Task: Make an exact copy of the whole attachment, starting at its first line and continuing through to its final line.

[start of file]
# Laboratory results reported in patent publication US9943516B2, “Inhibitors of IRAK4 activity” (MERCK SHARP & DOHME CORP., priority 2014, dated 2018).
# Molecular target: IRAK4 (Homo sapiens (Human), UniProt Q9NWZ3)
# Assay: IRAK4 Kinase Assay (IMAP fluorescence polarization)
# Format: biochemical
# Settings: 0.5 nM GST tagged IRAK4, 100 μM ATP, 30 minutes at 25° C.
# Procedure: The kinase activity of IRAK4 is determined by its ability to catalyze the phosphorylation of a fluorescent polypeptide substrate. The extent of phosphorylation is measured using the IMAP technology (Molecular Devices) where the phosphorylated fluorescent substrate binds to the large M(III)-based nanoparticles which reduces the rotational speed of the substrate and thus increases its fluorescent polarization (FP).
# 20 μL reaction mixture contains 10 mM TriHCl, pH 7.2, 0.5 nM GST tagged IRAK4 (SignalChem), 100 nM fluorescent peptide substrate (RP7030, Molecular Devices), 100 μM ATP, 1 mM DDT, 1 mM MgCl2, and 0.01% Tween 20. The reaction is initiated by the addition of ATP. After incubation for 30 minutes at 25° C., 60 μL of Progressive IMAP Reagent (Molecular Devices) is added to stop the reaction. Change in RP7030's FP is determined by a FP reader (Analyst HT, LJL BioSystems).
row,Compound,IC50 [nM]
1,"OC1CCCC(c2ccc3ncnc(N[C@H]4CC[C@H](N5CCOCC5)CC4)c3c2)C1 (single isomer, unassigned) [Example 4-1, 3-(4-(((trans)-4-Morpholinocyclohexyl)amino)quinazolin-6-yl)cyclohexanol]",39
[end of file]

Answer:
# Laboratory results reported in patent publication US9943516B2, “Inhibitors of IRAK4 activity” (MERCK SHARP & DOHME CORP., priority 2014, dated 2018).
# Molecular target: IRAK4 (Homo sapiens (Human), UniProt Q9NWZ3)
# Assay: IRAK4 Kinase Assay (IMAP fluorescence polarization)
# Format: biochemical
# Settings: 0.5 nM GST tagged IRAK4, 100 μM ATP, 30 minutes at 25° C.
# Procedure: The kinase activity of IRAK4 is determined by its ability to catalyze the phosphorylation of a fluorescent polypeptide substrate. The extent of phosphorylation is measured using the IMAP technology (Molecular Devices) where the phosphorylated fluorescent substrate binds to the large M(III)-based nanoparticles which reduces the rotational speed of the substrate and thus increases its fluorescent polarization (FP).
# 20 μL reaction mixture contains 10 mM TriHCl, pH 7.2, 0.5 nM GST tagged IRAK4 (SignalChem), 100 nM fluorescent peptide substrate (RP7030, Molecular Devices), 100 μM ATP, 1 mM DDT, 1 mM MgCl2, and 0.01% Tween 20. The reaction is initiated by the addition of ATP. After incubation for 30 minutes at 25° C., 60 μL of Progressive IMAP Reagent (Molecular Devices) is added to stop the reaction. Change in RP7030's FP is determined by a FP reader (Analyst HT, LJL BioSystems).
row,Compound,IC50 [nM]
1,"OC1CCCC(c2ccc3ncnc(N[C@H]4CC[C@H](N5CCOCC5)CC4)c3c2)C1 (single isomer, unassigned) [Example 4-1, 3-(4-(((trans)-4-Morpholinocyclohexyl)amino)quinazolin-6-yl)cyclohexanol]",39